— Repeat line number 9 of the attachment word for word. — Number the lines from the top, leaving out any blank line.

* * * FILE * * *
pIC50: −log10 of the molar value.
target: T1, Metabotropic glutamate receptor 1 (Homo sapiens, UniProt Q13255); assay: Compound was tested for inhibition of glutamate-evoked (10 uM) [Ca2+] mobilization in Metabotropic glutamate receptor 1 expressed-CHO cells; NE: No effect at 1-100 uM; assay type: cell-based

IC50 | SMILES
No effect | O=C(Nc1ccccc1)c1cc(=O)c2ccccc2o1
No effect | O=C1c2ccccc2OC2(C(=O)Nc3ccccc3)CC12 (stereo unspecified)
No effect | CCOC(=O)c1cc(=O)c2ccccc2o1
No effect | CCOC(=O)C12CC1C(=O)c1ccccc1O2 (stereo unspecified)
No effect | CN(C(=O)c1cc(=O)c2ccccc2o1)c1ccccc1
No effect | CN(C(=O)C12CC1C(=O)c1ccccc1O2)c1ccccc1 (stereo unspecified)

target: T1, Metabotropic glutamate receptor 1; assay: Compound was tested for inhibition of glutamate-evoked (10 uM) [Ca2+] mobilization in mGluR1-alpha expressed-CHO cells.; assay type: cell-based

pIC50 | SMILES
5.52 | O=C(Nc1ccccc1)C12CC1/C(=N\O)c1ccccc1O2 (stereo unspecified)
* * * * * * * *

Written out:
No effect | CN(C(=O)C12CC1C(=O)c1ccccc1O2)c1ccccc1 (stereo unspecified)